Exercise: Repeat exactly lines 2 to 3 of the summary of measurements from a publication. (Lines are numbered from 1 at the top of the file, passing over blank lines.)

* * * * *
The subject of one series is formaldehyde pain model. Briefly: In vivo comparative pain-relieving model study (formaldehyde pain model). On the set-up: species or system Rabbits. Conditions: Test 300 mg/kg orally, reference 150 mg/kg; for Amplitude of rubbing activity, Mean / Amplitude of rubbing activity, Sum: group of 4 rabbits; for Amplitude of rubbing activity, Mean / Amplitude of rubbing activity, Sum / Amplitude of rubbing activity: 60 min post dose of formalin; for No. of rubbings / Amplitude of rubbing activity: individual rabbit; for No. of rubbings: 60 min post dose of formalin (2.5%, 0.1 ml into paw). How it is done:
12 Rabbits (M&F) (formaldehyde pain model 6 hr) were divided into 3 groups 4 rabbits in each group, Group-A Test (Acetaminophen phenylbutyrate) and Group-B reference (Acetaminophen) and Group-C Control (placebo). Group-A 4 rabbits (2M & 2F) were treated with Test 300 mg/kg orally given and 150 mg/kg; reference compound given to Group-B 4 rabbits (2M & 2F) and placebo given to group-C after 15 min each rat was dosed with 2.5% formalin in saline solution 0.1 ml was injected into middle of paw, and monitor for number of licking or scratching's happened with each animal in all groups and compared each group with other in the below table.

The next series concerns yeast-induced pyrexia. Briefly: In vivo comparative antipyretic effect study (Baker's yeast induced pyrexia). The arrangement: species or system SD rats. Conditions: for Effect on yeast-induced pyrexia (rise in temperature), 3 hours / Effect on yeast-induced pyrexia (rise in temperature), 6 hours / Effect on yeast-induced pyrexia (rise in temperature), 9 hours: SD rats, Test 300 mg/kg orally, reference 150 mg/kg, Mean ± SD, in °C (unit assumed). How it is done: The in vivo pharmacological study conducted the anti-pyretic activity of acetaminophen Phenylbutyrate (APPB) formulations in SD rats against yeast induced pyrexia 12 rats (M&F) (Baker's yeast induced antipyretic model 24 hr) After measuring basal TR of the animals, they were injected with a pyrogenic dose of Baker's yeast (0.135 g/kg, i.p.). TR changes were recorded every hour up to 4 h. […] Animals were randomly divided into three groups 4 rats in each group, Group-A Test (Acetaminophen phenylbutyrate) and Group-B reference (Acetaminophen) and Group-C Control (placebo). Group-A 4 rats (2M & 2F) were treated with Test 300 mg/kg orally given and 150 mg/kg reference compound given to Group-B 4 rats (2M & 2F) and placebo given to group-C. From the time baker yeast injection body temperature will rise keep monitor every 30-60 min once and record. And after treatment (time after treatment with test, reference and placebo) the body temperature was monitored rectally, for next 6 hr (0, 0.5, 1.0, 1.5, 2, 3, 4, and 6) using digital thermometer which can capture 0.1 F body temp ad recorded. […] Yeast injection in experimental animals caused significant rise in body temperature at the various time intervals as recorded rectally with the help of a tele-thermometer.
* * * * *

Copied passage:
12 Rabbits (M&F) (formaldehyde pain model 6 hr) were divided into 3 groups 4 rabbits in each group, Group-A Test (Acetaminophen phenylbutyrate) and Group-B reference (Acetaminophen) and Group-C Control (placebo). Group-A 4 rabbits (2M & 2F) were treated with Test 300 mg/kg orally given and 150 mg/kg; reference compound given to Group-B 4 rabbits (2M & 2F) and placebo given to group-C after 15 min each rat was dosed with 2.5% formalin in saline solution 0.1 ml was injected into middle of paw, and monitor for number of licking or scratching's happened with each animal in all groups and compared each group with other in the below table.

The next series concerns yeast-induced pyrexia. Briefly: In vivo comparative antipyretic effect study (Baker's yeast induced pyrexia). The arrangement: species or system SD rats. Conditions: for Effect on yeast-induced pyrexia (rise in temperature), 3 hours / Effect on yeast-induced pyrexia (rise in temperature), 6 hours / Effect on yeast-induced pyrexia (rise in temperature), 9 hours: SD rats, Test 300 mg/kg orally, reference 150 mg/kg, Mean ± SD, in °C (unit assumed). How it is done: The in vivo pharmacological study conducted the anti-pyretic activity of acetaminophen Phenylbutyrate (APPB) formulations in SD rats against yeast induced pyrexia 12 rats (M&F) (Baker's yeast induced antipyretic model 24 hr) After measuring basal TR of the animals, they were injected with a pyrogenic dose of Baker's yeast (0.135 g/kg, i.p.). TR changes were recorded every hour up to 4 h. […] Animals were randomly divided into three groups 4 rats in each group, Group-A Test (Acetaminophen phenylbutyrate) and Group-B reference (Acetaminophen) and Group-C Control (placebo). Group-A 4 rats (2M & 2F) were treated with Test 300 mg/kg orally given and 150 mg/kg reference compound given to Group-B 4 rats (2M & 2F) and placebo given to group-C. From the time baker yeast injection body temperature will rise keep monitor every 30-60 min once and record. And after treatment (time after treatment with test, reference and placebo) the body temperature was monitored rectally, for next 6 hr (0, 0.5, 1.0, 1.5, 2, 3, 4, and 6) using digital thermometer which can capture 0.1 F body temp ad recorded. […] Yeast injection in experimental animals caused significant rise in body temperature at the various time intervals as recorded rectally with the help of a tele-thermometer.